Bai Juyi (pinyin: Bái Juyì; Wade-Giles: Po Chü-i was a Chinese poet of the Tang dynasty. Many of his poems concern his career or observations made as a government official, including as governor of three different provinces. Bai Juyi was also renowned in Japan. Burton Watson says of Bai Juyi: "he worked to develop a style that was simple and easy to understand, and posterity has requited his efforts by making him one of the most well-loved and widely read of all Chinese poets, both in his native land and in the other countries of the East that participate in the appreciation of Chinese culture. He also, thanks to the translations and biographical studies by Arthur Waley, one of the most ... more »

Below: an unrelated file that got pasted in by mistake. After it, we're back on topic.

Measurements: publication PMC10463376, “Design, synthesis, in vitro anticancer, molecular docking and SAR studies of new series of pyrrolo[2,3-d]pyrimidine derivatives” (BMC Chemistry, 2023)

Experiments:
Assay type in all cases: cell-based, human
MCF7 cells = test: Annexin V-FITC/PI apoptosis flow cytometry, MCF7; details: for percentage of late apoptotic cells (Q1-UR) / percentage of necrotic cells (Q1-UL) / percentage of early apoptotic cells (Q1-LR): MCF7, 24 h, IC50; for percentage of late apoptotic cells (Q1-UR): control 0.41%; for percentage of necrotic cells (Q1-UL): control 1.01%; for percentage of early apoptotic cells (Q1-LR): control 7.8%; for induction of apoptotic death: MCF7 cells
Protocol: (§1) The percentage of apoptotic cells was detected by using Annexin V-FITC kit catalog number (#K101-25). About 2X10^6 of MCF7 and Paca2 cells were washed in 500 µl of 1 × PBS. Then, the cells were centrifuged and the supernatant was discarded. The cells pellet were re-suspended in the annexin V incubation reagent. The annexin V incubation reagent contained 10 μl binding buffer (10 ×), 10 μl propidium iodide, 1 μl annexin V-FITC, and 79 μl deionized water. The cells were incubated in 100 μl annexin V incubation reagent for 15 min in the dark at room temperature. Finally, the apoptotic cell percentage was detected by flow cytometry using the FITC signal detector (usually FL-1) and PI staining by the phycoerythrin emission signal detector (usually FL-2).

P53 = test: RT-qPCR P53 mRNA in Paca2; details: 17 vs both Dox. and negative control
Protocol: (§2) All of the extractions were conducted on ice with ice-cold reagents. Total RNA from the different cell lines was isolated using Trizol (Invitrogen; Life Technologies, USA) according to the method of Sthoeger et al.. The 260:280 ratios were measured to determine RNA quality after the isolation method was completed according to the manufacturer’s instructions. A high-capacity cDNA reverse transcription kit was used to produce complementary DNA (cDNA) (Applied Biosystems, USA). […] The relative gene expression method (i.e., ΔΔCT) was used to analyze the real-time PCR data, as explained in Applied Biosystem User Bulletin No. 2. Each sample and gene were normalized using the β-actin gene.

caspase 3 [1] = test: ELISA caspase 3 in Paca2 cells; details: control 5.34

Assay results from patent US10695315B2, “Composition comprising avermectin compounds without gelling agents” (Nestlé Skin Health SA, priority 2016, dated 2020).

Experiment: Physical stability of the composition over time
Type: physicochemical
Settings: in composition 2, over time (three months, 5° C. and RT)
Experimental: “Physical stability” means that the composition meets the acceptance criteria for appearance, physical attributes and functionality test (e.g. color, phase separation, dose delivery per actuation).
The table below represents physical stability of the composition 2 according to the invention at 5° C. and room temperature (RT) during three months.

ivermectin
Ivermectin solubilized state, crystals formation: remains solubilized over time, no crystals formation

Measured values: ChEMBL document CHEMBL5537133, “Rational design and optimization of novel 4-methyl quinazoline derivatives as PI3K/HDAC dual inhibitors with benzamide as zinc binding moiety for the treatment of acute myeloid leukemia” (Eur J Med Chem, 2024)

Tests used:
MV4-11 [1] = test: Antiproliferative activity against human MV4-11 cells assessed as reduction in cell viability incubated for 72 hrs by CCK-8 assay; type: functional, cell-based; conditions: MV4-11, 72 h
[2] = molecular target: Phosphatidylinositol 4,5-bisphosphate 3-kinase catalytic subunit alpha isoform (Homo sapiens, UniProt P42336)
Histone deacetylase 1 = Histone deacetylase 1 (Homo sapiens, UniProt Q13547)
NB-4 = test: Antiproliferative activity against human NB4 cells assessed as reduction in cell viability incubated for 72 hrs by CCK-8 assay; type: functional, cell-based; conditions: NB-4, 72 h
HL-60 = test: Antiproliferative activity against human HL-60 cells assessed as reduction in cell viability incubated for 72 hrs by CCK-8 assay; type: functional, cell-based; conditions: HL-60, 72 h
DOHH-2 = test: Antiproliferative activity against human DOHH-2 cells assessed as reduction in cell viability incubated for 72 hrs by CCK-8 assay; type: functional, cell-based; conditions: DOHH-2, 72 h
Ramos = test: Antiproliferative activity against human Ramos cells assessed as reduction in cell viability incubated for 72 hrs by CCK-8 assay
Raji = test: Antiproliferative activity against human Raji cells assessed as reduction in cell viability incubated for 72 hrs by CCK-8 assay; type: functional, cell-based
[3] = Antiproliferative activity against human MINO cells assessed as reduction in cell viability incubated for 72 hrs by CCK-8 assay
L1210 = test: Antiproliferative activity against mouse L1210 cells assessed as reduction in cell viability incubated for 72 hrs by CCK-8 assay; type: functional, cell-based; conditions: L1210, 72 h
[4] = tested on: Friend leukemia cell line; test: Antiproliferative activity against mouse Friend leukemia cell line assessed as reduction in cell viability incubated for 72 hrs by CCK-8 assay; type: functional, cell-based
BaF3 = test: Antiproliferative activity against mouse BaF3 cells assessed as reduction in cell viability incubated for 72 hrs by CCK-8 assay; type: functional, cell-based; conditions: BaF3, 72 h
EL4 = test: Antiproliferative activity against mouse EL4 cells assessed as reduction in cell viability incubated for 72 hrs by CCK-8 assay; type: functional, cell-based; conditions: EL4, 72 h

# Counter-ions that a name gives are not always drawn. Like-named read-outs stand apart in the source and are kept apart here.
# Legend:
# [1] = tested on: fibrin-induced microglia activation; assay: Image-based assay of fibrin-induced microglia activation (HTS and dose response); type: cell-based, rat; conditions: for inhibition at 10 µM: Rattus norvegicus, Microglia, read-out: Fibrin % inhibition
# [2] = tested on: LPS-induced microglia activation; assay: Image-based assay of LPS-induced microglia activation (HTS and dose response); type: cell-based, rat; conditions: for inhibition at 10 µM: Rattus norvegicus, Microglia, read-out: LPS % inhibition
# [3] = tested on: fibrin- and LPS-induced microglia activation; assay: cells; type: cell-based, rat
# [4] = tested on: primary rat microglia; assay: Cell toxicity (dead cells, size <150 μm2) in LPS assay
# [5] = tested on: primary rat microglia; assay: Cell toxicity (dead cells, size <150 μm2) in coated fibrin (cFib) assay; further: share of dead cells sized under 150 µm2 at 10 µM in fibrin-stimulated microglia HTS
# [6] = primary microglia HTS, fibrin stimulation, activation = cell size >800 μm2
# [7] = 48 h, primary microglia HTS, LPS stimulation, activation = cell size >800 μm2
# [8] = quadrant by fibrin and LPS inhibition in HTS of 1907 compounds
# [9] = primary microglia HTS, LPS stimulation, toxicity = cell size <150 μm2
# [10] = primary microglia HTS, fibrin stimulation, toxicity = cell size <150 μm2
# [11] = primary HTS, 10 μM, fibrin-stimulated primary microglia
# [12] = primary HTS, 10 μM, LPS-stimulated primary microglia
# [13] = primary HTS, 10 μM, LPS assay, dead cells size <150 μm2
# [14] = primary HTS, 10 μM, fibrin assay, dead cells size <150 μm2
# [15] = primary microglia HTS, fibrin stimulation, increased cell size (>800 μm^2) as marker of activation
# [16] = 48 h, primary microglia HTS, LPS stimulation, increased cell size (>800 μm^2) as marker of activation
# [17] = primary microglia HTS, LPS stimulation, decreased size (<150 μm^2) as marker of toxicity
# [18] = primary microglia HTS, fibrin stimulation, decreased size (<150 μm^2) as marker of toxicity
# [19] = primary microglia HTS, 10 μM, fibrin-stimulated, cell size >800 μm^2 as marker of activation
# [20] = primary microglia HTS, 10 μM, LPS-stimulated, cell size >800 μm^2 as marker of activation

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- Song of Unending Sorrow.
- Song of the Guitar.
- A Song of the Palace.
- Autumn Thoughts, Sent Far Away
- Flower No Flower
- After Collecting the Autumn Taxes
- A Suggestion to My Friend, Liu.
- At the End of Spring
- Eating Bamboo Shoots
- A Lament for my Son, Ts'ui
- After Lunch
- A Visit to Qiantang Lake in Spring
- Golden Bells
Comments about Bai Juyi
(March 26, 1874 – January 29, 1963)
(4 April 1928 - 28 May 2014)
(10 December 1830 – 15 May 1886)
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